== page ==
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The 1987 Kennedy Half Dollars

By Joshua McMorrow-Hernandez - January 25, 2023

The 1987-P Kennedy Half Dollar and its Denver cohort were struck only for numismatic purposes. Courtesy of PCGS TrueView. Click image to enlarge.

Kennedy Half Dollars have been largely absent from general circulation for years now – easily since at least the late 1970s or early ‘80s if not well before then. Many might even cite the very first Kennedy Half Dollars struck in 1964 to honor President John F. Kennedy, assassinated in a Dallas motorcade on November 22, 1963, as being among the last halves to ever see widespread immersion in general commerce.

The Kennedy-emblazoned half dollars, hoarded by millions as mementos of the fallen young president, have long been more popular as collectibles than as circulating coins. By the 1970s, they were perhaps more commonplace in casinos and in the mass-transit circuit than as coins used widely for more day-to-day purchases. The situation even led to a funny 1974 exchange on popular game show Let’s Make a Deal, with host Monty Hall offering a contestant $50 for every half dollar she had in her purse at the time. The player replied, “Half dollars? They don’t make those any more!” Hall quipped back, “Well, all I know is I have a bunch of them sitting at home in a jar!”

Fast forward more than a decade, and the United States Mint had plenty of half dollars sitting in federal vaults. In 1987, a supply amounting to two years’ worth of half dollars sat idle in government stockpiles, precluding any need for the U.S. Mint to produce any more for circulation that year. However, officials with the U.S. Mint and the U.S. Treasury were not yet ready to declare the coin’s semi-permanent retirement from circulation as happened in 2002, when the coin began a numismatic-only production run that lasted nearly 20 years.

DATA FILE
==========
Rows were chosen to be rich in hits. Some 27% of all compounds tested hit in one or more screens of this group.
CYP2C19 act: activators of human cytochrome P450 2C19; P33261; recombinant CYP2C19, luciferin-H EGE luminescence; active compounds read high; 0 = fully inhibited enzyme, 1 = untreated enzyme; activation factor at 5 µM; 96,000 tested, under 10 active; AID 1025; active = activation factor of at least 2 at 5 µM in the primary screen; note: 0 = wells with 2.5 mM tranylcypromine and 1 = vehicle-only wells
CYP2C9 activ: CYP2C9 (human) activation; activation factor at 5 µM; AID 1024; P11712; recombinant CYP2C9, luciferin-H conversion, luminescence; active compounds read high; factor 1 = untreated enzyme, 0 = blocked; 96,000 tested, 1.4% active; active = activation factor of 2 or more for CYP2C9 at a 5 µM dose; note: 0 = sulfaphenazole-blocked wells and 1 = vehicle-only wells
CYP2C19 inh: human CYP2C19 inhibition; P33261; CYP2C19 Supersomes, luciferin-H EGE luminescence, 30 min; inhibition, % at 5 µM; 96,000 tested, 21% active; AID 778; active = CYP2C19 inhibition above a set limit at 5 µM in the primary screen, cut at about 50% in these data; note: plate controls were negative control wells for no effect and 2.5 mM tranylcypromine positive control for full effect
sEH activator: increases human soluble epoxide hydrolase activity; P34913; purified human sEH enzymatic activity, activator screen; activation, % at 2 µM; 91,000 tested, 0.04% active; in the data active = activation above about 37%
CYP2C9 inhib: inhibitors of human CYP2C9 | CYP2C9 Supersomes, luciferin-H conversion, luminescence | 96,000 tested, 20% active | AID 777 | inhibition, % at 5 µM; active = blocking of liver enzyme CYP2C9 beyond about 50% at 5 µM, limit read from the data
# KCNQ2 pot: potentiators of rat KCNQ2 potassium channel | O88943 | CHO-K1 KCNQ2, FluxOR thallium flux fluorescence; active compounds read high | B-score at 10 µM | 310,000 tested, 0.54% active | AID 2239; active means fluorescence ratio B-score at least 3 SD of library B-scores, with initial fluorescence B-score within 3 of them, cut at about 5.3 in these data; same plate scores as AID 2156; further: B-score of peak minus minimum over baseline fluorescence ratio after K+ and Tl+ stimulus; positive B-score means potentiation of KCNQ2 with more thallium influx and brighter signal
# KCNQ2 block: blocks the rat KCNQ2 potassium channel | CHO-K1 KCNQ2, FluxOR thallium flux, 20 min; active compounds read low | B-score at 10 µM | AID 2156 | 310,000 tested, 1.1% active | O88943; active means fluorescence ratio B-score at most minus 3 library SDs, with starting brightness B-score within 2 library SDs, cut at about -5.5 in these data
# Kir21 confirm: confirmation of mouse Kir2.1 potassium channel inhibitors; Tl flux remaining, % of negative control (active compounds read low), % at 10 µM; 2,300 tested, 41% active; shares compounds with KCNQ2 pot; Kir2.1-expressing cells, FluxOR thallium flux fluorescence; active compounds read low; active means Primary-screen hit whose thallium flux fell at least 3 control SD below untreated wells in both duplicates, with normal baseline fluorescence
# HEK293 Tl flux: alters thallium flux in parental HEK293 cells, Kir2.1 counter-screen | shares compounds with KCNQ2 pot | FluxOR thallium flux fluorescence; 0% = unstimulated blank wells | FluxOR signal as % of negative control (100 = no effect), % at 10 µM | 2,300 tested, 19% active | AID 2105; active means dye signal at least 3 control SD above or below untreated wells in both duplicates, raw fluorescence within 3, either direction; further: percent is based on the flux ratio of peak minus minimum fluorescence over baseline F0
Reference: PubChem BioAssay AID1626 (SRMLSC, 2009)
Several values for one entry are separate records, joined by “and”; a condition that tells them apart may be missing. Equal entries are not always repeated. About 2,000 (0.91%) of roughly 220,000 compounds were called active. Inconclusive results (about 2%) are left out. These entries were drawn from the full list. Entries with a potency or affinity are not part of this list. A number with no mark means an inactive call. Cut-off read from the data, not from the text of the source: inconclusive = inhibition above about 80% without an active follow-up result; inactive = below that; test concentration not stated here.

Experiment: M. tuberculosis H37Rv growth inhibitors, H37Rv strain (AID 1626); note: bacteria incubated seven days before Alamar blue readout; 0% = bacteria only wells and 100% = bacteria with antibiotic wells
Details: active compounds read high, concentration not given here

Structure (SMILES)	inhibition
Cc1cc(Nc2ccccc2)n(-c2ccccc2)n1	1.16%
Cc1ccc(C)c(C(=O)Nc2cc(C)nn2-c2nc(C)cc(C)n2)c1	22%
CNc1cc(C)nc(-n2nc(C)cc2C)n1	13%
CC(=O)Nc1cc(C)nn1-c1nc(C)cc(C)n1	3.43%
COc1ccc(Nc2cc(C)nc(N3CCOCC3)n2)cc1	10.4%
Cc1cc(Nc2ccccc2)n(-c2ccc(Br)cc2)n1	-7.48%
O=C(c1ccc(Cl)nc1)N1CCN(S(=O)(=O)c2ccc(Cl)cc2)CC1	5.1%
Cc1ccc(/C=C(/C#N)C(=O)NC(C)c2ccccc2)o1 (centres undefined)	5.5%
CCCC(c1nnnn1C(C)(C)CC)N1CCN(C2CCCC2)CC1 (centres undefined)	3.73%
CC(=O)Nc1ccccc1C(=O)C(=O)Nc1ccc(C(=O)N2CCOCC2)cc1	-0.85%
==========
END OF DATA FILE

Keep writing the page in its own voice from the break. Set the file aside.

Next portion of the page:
Due to the surplus of half dollars on hand, the United States Mint produced business-strike 1987 Kennedy Half Dollars only for inclusion in that year’s uncirculated sets. The Philadelphia Mint struck 2,890,758 half dollars in 1987, matching the denomination’s output by the Denver Mint that year. The 2,890,758 figure matches how many United States Mint Sets were distributed to the public in 1987. These sets were sold for $7 apiece and included one example each of the Lincoln Cent, Jefferson Nickel, Roosevelt Dime, Washington Quarter, and Kennedy Half Dollar from the Philadelphia and Denver Mints, totalling 10 coins, plus a small mint token from each of the two mints.

The 1987 Kennedy Half Dollars may have been struck only for numismatic purposes but they are hardly scarce. Plenty are held within numismatic circles and generally sell for only modest premiums in the mid-range uncirculated grades.

While 1987 Kennedy halves were produced expressly for collectors, these coins did not necessarily escape some of the handling mishaps that befall many a business-strike coin. It is difficult to find specimens that could be considered “superb.” In MS67, the 1987 Kennedy Half Dollar is decidedly scarcer and in higher grades it is downright rare. This fact bears out in the PCGS Population Reports and PCGS Price Guide.

As of January 2023, PCGS has graded only three examples of the 1987-P in MS67+ and just one in the finest grade of MS68, with the MS67+ specimens worth $400 and the MS68 listed for $4,150. As for the 1987-D, PCGS has graded only five specimens in MS67+ and just six in MS68, with none higher; prices for the 1987-D in MS67+ trend around $260, while in the top grade of MS68 it’s more than 10 times higher – $2,650.

Article provided by PCGS at
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